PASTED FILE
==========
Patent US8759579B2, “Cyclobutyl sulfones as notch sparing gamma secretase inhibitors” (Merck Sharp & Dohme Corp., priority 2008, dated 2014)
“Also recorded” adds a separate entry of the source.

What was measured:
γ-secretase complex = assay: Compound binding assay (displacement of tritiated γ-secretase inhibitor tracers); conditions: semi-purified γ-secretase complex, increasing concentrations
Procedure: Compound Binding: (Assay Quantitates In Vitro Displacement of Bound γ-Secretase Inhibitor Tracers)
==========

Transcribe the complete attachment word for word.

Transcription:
Patent US8759579B2, “Cyclobutyl sulfones as notch sparing gamma secretase inhibitors” (Merck Sharp & Dohme Corp., priority 2008, dated 2014)
“Also recorded” adds a separate entry of the source.

What was measured:
γ-secretase complex = assay: Compound binding assay (displacement of tritiated γ-secretase inhibitor tracers); conditions: semi-purified γ-secretase complex, increasing concentrations
Procedure: Compound Binding: (Assay Quantitates In Vitro Displacement of Bound γ-Secretase Inhibitor Tracers)